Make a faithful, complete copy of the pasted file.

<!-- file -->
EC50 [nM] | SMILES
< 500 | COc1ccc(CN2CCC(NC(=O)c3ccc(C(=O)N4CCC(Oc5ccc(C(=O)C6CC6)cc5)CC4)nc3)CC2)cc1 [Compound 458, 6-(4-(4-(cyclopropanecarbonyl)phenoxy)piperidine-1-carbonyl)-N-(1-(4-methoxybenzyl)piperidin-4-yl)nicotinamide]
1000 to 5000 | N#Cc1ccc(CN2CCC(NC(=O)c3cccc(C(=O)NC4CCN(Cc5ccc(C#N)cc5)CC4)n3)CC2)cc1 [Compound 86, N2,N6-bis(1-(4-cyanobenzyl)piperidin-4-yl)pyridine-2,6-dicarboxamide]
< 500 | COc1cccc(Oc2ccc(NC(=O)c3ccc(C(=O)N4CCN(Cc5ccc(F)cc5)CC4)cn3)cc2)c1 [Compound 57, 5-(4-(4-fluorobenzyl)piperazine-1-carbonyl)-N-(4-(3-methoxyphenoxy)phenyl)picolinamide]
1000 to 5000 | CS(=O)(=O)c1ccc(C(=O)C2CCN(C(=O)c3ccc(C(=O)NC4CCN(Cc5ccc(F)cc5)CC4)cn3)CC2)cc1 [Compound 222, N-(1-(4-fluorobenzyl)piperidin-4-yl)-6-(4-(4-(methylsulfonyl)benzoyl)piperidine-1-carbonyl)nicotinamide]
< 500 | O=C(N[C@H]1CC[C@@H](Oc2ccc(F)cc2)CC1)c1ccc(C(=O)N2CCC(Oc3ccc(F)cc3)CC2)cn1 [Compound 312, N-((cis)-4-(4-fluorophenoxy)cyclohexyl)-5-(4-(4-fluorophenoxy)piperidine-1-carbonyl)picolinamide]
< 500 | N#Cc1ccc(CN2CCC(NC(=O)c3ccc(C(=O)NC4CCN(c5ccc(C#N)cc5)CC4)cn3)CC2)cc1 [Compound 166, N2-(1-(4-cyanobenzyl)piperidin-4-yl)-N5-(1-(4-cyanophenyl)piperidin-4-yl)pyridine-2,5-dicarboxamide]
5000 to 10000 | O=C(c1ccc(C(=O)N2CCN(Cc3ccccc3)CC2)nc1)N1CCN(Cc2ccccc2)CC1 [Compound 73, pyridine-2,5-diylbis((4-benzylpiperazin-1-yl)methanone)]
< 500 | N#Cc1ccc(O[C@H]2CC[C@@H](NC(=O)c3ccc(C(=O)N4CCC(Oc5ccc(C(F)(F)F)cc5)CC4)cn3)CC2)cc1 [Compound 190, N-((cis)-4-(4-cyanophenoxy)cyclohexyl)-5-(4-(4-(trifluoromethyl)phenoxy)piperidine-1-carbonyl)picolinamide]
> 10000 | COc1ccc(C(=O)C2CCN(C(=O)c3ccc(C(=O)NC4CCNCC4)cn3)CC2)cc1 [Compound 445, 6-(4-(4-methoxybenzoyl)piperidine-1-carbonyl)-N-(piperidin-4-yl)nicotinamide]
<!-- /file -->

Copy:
EC50 [nM] | SMILES
< 500 | COc1ccc(CN2CCC(NC(=O)c3ccc(C(=O)N4CCC(Oc5ccc(C(=O)C6CC6)cc5)CC4)nc3)CC2)cc1 [Compound 458, 6-(4-(4-(cyclopropanecarbonyl)phenoxy)piperidine-1-carbonyl)-N-(1-(4-methoxybenzyl)piperidin-4-yl)nicotinamide]
1000 to 5000 | N#Cc1ccc(CN2CCC(NC(=O)c3cccc(C(=O)NC4CCN(Cc5ccc(C#N)cc5)CC4)n3)CC2)cc1 [Compound 86, N2,N6-bis(1-(4-cyanobenzyl)piperidin-4-yl)pyridine-2,6-dicarboxamide]
< 500 | COc1cccc(Oc2ccc(NC(=O)c3ccc(C(=O)N4CCN(Cc5ccc(F)cc5)CC4)cn3)cc2)c1 [Compound 57, 5-(4-(4-fluorobenzyl)piperazine-1-carbonyl)-N-(4-(3-methoxyphenoxy)phenyl)picolinamide]
1000 to 5000 | CS(=O)(=O)c1ccc(C(=O)C2CCN(C(=O)c3ccc(C(=O)NC4CCN(Cc5ccc(F)cc5)CC4)cn3)CC2)cc1 [Compound 222, N-(1-(4-fluorobenzyl)piperidin-4-yl)-6-(4-(4-(methylsulfonyl)benzoyl)piperidine-1-carbonyl)nicotinamide]
< 500 | O=C(N[C@H]1CC[C@@H](Oc2ccc(F)cc2)CC1)c1ccc(C(=O)N2CCC(Oc3ccc(F)cc3)CC2)cn1 [Compound 312, N-((cis)-4-(4-fluorophenoxy)cyclohexyl)-5-(4-(4-fluorophenoxy)piperidine-1-carbonyl)picolinamide]
< 500 | N#Cc1ccc(CN2CCC(NC(=O)c3ccc(C(=O)NC4CCN(c5ccc(C#N)cc5)CC4)cn3)CC2)cc1 [Compound 166, N2-(1-(4-cyanobenzyl)piperidin-4-yl)-N5-(1-(4-cyanophenyl)piperidin-4-yl)pyridine-2,5-dicarboxamide]
5000 to 10000 | O=C(c1ccc(C(=O)N2CCN(Cc3ccccc3)CC2)nc1)N1CCN(Cc2ccccc2)CC1 [Compound 73, pyridine-2,5-diylbis((4-benzylpiperazin-1-yl)methanone)]
< 500 | N#Cc1ccc(O[C@H]2CC[C@@H](NC(=O)c3ccc(C(=O)N4CCC(Oc5ccc(C(F)(F)F)cc5)CC4)cn3)CC2)cc1 [Compound 190, N-((cis)-4-(4-cyanophenoxy)cyclohexyl)-5-(4-(4-(trifluoromethyl)phenoxy)piperidine-1-carbonyl)picolinamide]
> 10000 | COc1ccc(C(=O)C2CCN(C(=O)c3ccc(C(=O)NC4CCNCC4)cn3)CC2)cc1 [Compound 445, 6-(4-(4-methoxybenzoyl)piperidine-1-carbonyl)-N-(piperidin-4-yl)nicotinamide]